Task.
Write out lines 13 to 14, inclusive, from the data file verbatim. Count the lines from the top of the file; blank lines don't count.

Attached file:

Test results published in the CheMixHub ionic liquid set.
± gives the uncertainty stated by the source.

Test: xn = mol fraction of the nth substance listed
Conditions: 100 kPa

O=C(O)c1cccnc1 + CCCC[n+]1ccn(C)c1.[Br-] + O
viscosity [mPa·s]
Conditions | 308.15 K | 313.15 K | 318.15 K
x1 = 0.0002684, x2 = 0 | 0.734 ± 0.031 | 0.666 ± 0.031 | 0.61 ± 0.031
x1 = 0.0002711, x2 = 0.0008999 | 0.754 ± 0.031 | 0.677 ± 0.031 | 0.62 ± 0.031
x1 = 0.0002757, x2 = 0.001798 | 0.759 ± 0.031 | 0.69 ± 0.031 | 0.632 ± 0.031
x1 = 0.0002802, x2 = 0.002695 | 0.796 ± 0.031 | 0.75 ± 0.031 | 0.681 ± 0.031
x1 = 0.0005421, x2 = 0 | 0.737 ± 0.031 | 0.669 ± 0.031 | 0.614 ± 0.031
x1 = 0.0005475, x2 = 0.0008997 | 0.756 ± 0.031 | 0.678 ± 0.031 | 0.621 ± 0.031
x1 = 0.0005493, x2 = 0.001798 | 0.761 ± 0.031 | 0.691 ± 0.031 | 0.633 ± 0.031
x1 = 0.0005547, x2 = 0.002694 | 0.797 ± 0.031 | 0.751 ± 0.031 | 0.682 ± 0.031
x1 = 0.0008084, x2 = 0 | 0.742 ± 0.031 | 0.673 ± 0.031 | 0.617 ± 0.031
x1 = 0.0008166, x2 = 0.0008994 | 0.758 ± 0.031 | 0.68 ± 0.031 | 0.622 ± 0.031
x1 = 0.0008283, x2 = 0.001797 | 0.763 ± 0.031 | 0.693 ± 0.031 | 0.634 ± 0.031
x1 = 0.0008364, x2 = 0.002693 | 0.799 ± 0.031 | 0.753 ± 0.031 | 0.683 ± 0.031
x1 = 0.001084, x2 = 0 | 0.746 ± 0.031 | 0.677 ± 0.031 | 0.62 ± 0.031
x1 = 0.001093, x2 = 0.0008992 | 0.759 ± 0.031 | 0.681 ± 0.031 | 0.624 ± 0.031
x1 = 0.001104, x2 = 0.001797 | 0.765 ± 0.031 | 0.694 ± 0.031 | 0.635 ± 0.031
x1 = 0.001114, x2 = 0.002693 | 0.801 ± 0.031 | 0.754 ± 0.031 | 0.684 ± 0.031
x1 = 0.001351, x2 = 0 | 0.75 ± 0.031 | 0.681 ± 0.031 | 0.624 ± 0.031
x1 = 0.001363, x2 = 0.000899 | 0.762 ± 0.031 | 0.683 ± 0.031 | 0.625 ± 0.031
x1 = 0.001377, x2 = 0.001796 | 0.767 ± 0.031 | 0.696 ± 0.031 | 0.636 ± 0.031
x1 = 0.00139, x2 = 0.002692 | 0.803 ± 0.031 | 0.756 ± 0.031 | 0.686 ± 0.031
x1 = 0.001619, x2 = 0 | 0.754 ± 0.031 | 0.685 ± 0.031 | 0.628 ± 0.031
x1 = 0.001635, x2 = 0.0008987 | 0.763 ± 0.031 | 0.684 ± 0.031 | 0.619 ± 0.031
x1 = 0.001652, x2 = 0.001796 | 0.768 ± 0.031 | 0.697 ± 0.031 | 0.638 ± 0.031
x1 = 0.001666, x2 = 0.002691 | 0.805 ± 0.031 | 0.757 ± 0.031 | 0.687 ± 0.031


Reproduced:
x1 = 0.0005475, x2 = 0.0008997 | 0.756 ± 0.031 | 0.678 ± 0.031 | 0.621 ± 0.031
x1 = 0.0005493, x2 = 0.001798 | 0.761 ± 0.031 | 0.691 ± 0.031 | 0.633 ± 0.031